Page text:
Calling Back to 1913

By

Colin here.

In 1913 the Bell System entered into an historic anti-trust settlement known as the Kingsbury Commitment. It would be good to consider imposing this same commitment today.

The Kingsbury commitment mandated that the Bell System had to interconnect its monopoly lines with all other telephone companies.

If we re-enacted the Kingsbury commitment today, monopoly cell phone tower operators would be required to make their towers available to any and all telephone operators. You could open up a cell phone company and begin selling phone service as a mom & pop operator. Your iPhones could talk on T-Mobile or AT&T or Verizon’s towers freely. You would bill your customers and pay a fair price for tower usage.

The towers would be treated as a regulated monopoly and a fair price would be established that would offer a fair, but modest return on the tower operator’s investment. For example, a tower operator might be paid $1 per gigabyte of traffic that they handled.

Lastly, the spectrum franchise monopolies would be rescinded and would be re-nationalized. Each tower would be independently licensed (or be allowed to be built “prescriptively” if there wasn’t any other covering tower nearby. If we had to refund a few billion dollars to the cell phone monopolies to re-nationalize the frequencies then so be it…those dollars are trivially small.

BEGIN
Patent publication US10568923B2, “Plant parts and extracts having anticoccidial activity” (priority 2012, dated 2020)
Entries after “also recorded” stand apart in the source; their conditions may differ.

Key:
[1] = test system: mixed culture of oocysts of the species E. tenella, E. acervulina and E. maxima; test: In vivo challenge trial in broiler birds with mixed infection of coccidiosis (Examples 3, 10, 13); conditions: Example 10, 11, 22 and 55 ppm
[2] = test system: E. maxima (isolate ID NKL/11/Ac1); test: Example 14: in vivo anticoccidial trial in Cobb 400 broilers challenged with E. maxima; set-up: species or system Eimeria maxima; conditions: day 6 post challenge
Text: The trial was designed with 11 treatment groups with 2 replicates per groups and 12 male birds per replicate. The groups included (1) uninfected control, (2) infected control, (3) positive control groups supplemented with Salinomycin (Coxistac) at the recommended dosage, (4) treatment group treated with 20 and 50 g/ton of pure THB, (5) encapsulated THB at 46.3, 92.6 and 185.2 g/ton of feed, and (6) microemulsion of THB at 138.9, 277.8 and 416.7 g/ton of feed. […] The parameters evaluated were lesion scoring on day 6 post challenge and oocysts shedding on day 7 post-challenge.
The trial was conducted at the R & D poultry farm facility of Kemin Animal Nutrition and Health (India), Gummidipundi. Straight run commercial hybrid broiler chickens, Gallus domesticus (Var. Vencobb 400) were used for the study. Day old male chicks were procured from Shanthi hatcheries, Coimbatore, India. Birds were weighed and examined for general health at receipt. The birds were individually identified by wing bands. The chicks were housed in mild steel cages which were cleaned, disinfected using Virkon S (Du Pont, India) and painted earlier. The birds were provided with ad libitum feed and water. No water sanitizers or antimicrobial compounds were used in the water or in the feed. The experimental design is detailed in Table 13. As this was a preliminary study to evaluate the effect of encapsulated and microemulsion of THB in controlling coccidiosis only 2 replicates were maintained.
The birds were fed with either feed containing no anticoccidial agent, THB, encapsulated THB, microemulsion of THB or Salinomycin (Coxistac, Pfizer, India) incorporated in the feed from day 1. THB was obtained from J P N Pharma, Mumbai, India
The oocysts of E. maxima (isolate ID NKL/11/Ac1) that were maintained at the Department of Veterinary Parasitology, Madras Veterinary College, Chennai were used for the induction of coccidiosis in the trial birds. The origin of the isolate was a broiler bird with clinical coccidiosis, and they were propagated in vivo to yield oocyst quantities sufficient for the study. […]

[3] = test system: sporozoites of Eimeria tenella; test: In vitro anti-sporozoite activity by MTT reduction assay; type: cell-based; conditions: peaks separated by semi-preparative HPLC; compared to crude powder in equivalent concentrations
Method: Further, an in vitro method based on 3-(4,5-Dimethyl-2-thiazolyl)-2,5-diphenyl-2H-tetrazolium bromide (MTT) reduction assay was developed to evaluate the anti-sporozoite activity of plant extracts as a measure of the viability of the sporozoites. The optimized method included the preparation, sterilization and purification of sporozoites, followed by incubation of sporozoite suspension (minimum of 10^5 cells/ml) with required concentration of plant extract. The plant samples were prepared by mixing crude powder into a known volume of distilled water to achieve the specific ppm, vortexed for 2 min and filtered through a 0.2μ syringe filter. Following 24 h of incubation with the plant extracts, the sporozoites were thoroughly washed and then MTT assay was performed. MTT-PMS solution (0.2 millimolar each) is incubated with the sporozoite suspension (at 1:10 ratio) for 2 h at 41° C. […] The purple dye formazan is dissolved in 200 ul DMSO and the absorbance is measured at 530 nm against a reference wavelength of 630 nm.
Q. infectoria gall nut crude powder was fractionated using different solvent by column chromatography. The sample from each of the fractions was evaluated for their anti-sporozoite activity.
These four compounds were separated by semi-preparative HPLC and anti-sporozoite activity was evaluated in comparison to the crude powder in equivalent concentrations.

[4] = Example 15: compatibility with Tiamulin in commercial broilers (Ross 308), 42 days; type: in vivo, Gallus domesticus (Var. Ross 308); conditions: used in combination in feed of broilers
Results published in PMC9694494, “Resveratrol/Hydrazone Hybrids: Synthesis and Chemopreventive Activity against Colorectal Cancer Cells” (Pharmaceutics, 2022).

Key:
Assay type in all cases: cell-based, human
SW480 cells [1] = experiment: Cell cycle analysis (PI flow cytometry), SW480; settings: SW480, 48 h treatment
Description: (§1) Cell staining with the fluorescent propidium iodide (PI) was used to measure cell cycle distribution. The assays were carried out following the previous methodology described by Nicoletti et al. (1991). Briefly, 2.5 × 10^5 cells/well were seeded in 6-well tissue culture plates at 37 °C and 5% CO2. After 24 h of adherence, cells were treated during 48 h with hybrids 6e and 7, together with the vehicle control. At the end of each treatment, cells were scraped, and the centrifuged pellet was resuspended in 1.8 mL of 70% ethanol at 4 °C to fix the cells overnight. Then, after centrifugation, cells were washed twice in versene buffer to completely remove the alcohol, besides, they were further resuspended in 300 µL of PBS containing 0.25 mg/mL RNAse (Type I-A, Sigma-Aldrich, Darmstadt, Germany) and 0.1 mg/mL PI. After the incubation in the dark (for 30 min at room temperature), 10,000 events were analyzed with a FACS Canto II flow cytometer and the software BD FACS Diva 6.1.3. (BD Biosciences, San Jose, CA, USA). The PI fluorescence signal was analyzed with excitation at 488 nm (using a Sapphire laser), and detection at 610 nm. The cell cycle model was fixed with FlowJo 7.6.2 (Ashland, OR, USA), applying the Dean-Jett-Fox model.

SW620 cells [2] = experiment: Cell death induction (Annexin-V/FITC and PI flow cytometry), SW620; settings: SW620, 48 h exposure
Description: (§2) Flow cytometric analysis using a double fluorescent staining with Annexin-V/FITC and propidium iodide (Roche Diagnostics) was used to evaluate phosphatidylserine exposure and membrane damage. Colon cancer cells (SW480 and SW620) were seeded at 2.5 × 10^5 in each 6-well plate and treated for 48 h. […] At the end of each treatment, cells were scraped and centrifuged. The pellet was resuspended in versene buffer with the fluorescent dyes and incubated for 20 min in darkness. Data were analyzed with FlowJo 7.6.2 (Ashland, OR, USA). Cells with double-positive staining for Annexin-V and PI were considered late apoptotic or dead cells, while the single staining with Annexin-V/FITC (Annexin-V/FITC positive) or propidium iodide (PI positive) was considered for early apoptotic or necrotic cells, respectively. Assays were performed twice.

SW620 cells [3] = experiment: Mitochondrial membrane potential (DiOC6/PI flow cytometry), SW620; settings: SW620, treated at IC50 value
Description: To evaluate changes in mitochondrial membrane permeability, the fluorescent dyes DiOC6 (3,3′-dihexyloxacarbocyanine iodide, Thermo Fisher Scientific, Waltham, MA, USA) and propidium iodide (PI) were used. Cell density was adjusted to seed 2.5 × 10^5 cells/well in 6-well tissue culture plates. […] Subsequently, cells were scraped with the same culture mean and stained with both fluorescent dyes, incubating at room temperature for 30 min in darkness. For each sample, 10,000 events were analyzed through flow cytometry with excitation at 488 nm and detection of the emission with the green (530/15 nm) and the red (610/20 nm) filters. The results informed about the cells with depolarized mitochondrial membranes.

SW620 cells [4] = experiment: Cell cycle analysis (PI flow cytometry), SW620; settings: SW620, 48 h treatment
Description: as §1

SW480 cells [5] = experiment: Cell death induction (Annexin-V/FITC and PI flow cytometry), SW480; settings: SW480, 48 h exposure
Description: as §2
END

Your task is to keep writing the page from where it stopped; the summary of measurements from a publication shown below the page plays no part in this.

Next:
What we would end up with is exactly what this nation needs: Competition to build towers and to fill in every possible coverage gap. And, it would give consumers the best possible service by allowing (mandating) that their phones could use any and all towers that they were technically capable of communicating with.

A modern iPhone is technically capable of talking to pretty much any tower. Every frequency, every protocol, and every standard used in the United States is supported by one single iPhone model: the A1533. This means that an iPhone sold today would talk on a Verizon, AT&T, Sprint, and T-Mobile tower–whichever was nearer and best.

Imagine where everybody would have cell coverage. Imagine where you could use any tower. And, imagine tower operators competing to cover you. Why, that would be what America is all about: capitalistic competitive, and consumerist.

It is time to overhaul our regulatory framework in the cell phone industry.

Colin Berkshire